glib dependency for the X Server
gsstark at mit.edu
Wed Apr 5 22:10:52 PDT 2006
Carsten Haitzler (The Rasterman) <raster at rasterman.com> writes:
> it's not always free. in theory it should be free when its a fresh page from
> the OS as the kernel will have zeroed it out for security reasons anyway (and
> i'd hope libc is smart enough to know this - if it's not - then its the price
> of a page re-use). secondly i calloc damn near everything myself because
Except that most calloc calls won't actually be coming memory from fresh
allocations. Mostly they'll be returning memory freed earlier. (Unless you're
allocating large blocks (like 32k+))
I actually doubt any malloc library goes to much effort to consistly skip
initializing the memory returned by calloc. Skimming the glibc source it makes
some effort but only manages to cover the case where the memory being returned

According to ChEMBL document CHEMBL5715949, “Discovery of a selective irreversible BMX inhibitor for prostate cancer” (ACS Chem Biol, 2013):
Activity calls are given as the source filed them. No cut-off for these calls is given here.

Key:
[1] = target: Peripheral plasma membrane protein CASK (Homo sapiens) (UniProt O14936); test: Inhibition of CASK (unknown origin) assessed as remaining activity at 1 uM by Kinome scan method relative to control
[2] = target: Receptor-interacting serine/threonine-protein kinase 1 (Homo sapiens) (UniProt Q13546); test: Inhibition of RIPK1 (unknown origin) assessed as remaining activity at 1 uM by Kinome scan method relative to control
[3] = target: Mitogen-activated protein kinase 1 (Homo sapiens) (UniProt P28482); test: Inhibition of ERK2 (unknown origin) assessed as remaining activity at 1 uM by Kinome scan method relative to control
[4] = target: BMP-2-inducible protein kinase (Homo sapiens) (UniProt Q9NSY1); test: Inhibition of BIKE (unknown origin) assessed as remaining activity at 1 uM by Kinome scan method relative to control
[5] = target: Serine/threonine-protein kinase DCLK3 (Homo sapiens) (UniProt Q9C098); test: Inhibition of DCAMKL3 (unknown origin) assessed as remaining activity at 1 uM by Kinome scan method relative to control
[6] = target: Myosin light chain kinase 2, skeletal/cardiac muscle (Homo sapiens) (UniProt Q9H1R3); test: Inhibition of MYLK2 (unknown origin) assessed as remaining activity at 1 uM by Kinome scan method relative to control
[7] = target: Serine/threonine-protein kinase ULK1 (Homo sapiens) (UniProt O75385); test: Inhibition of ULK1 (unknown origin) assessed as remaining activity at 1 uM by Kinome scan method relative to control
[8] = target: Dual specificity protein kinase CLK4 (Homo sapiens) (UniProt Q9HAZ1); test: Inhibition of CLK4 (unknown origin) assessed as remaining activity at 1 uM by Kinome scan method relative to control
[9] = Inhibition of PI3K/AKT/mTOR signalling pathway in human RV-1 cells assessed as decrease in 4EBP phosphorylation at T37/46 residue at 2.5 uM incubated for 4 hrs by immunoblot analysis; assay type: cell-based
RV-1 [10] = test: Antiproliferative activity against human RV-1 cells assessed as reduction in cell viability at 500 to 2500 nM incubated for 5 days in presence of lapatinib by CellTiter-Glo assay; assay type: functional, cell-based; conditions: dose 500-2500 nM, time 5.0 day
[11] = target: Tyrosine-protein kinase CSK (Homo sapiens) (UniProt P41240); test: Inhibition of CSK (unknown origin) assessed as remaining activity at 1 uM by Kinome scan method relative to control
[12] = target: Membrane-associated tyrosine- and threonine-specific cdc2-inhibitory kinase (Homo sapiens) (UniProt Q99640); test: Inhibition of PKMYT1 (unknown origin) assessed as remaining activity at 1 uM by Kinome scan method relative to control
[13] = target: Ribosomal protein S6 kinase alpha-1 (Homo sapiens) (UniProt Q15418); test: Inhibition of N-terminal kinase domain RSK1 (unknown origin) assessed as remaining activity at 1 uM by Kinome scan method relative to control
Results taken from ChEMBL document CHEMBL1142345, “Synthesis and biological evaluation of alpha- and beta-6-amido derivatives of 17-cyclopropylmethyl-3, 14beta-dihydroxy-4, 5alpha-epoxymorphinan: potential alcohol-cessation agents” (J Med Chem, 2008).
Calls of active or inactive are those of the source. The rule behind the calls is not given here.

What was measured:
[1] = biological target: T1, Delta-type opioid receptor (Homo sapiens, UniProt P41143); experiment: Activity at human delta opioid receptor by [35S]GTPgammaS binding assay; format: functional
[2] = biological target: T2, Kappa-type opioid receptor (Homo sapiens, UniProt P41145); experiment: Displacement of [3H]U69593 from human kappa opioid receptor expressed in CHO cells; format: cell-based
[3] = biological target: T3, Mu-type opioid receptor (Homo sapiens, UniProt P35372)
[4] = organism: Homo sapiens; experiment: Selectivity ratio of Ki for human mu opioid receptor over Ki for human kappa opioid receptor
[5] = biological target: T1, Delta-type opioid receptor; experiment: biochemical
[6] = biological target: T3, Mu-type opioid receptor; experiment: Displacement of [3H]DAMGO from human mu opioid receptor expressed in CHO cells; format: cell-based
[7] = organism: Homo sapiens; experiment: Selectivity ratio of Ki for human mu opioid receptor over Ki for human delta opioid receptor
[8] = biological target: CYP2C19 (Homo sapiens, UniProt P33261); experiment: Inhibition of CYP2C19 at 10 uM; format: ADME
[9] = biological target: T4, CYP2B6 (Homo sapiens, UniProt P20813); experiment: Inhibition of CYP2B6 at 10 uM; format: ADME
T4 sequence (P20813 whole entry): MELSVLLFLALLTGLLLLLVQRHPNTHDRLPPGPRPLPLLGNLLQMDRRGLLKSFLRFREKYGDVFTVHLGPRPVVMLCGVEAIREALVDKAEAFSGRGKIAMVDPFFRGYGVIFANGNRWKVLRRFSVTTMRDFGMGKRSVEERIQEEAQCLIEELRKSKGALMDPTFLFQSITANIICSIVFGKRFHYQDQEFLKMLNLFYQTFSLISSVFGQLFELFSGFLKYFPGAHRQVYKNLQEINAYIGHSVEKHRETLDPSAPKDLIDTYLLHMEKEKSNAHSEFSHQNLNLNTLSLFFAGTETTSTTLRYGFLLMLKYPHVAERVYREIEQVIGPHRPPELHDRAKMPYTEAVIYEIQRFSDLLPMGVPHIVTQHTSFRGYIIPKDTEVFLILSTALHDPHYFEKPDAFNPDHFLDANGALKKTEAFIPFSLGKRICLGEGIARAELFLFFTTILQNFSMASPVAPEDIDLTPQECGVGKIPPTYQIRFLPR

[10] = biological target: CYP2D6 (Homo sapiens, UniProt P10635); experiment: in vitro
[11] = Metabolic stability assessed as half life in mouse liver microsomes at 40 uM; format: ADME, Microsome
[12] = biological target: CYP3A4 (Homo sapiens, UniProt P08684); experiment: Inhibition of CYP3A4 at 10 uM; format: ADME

came from a *fresh* allocation. Ie, if you call calloc for 1 byte and there
are no free blocks it will sbrk or mmap to get a block of more memory and skip
initializing your 1 byte. But then subsequent calls will return memory from
that same pool and won't manage to skip the initialization.
> 1. structs of mine in a "safe known state" are all 0.
> 2. it has saved me from countless 100's of bugs by always having a known
> starting state (my pointers are 0 - my values are 0 - everything in a known
> state i always check for and skip/abort any more work on)
For maximum pedantry you realize there's no guarantee in ANSI that NULL is
represented by the all-zero bitpattern? I'm not even sure there is for integer
0 for that matter.
I tend to think of the routine unnecessary use of calloc as *hiding* as many
bugs as it saves you from. I've seen plenty of programs that happen to work
despite missing some key initialization precisely because either calloc or a
programmer trying to silence a compiler warning had already stuffed some
plausible values in (such as 0) only to fail unpredictably much later.
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